Companies looking to commercialize in the UK will need to consider the future evolution of NICE in their commercialization planning. Short-term changes due to COVID-19, coupled with longer-term effects of NICE’s leadership change and the long-awaited NICE process review, will ultimately impact the UK P&MA landscape.
COVID-19 becomes NICE’s focus in the short term
As of March 2020, NICE has been prioritizing products related to the diagnosis or treatment of COVID-19, alongside topics considered “therapeutically critical”, which includes all cancer medicines (excluding products awaiting review out of the Cancer Drugs Fund). Products which do not address critical needs will be subject to delayed NICE appraisals and extended review timelines, due to an inevitable backlog once the “new normal” returns.
In addition to the effects on NICE appraisals, UK participation in many clinical trials has been cancelled as laboratories refocus their resources towards COVID-19. Clinical trial delays are further characterized by a reduction in enrollment due to reduced hospital access for patients’ diagnosis and/or follow-up appointments. This will have inevitable implications including low enrollment, postponements in trial read-outs, and compromised datasets due to protocol breaches. In the meantime, prior to NICE reviews, companies may place a greater reliance on the Early Access Medicines Scheme, in order to reach the market and develop real-world evidence.
Professor Gillian Leng assumes role as NICE Chief Executive in April 2020
Following on from Sir Andrew Dillon, Professor Leng enters the role having spent her career with NICE. She has already been responsible for several key developments at NICE, such as guideline development in social care and for setting up NHS evidence. It is likely that she will want to leverage the upcoming NICE review to reinvigorate the appraisal process early under her watch (more detail below).
NICE health technology evaluation methods review underway
Since July 2019, NICE has been working with key stakeholders (industry, patient groups, and NHS England) to review the methods by which technology appraisals (TA), high specialized technology guidance (HST), as well as medtech and diagnostic assessments are conducted. This review is linked to the commitments in the 2019 Voluntary Scheme for Branded Medicines Pricing and Access and is due to be completed in June 2021.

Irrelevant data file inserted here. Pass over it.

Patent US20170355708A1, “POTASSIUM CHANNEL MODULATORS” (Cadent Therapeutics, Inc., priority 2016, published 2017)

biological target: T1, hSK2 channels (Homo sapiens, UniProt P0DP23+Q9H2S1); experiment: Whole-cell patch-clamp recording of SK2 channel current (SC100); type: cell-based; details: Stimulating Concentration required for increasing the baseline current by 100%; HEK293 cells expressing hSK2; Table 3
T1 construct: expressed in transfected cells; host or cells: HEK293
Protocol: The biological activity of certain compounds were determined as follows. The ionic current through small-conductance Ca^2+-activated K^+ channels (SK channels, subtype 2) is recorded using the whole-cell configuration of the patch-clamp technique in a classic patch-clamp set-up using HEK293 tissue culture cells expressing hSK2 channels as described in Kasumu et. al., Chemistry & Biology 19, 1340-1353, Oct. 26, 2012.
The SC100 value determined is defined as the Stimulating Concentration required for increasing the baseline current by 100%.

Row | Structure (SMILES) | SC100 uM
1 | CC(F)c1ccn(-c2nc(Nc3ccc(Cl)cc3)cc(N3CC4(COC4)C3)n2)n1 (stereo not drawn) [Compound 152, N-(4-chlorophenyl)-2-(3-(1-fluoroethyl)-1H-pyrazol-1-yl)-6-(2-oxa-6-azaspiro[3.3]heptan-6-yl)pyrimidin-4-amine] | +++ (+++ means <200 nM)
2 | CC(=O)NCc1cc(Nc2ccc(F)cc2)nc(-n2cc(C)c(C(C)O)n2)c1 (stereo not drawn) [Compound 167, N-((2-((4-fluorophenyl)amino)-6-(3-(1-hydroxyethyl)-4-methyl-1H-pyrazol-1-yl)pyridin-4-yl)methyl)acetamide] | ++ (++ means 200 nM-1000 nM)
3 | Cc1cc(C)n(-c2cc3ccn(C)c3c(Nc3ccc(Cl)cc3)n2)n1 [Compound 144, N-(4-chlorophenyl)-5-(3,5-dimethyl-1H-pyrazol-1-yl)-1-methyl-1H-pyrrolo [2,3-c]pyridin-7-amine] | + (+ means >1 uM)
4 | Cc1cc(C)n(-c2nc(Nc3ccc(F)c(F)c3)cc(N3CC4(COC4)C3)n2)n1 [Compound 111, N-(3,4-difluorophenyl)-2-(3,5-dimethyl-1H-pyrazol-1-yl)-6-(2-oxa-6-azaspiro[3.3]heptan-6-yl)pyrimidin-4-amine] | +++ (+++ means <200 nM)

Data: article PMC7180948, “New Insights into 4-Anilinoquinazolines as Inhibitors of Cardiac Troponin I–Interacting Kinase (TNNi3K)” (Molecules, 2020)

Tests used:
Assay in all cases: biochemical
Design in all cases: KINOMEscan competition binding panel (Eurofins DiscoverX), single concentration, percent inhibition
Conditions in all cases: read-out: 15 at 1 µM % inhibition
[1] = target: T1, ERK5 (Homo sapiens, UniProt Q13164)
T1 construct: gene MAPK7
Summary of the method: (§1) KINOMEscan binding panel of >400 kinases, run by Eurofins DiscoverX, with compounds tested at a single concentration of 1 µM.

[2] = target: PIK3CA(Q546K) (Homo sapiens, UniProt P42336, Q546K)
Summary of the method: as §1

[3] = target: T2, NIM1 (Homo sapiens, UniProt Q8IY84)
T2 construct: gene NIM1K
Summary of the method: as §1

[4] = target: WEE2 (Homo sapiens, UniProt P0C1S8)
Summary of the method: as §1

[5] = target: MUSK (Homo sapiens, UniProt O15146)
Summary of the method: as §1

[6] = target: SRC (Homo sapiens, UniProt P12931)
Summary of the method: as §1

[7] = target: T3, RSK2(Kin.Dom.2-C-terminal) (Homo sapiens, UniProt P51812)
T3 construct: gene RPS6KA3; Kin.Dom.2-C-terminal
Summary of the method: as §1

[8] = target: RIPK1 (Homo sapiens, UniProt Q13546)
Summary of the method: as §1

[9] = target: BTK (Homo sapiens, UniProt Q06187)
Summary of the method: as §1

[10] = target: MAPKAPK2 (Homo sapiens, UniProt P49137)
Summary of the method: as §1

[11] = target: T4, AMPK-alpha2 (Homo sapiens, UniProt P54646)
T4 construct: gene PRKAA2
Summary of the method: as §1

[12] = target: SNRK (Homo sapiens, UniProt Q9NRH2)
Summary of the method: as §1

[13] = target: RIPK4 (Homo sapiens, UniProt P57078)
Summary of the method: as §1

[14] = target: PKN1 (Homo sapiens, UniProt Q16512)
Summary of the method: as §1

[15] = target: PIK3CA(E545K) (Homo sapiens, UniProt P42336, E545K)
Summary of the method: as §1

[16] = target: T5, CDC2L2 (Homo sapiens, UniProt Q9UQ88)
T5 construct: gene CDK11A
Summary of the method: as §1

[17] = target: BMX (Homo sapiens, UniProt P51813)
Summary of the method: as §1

Key review priorities include, but are not limited to:
- The range of modifiers that can be used in decision-making (i.e., real-world evidence considerations) and costs incorporated into technology assessments
- How quality of life is incorporated into economic analysis, such as through preference-based measures (e.g., EQ-5D) as they can be used to estimate QALYs
- HST topic selection criteria, to make them clearer and more specific
- Technology-specific issues (e.g. methodology for assessing tumor-agnostic therapies)
It is noteworthy, however, that ICER thresholds are out of review scope, despite facing recent criticism on inflexibility and calls for change.
Whilst P&MA in the UK is drastically impacted by COVID-19 in the short term, legacy changes from its impact (e.g., an increase in virtual meetings and the number of rapid assessments) as well as reforms set out by NICE’s health technology evaluation methods review will likely be felt through the long term. However, as NICE has already clearly stated that there will be an “evolution, not a revolution” of the processes in place, we do not expect planned changes to radically adjust the appraisal process, despite this being the most thorough reassessment since it was conceived.
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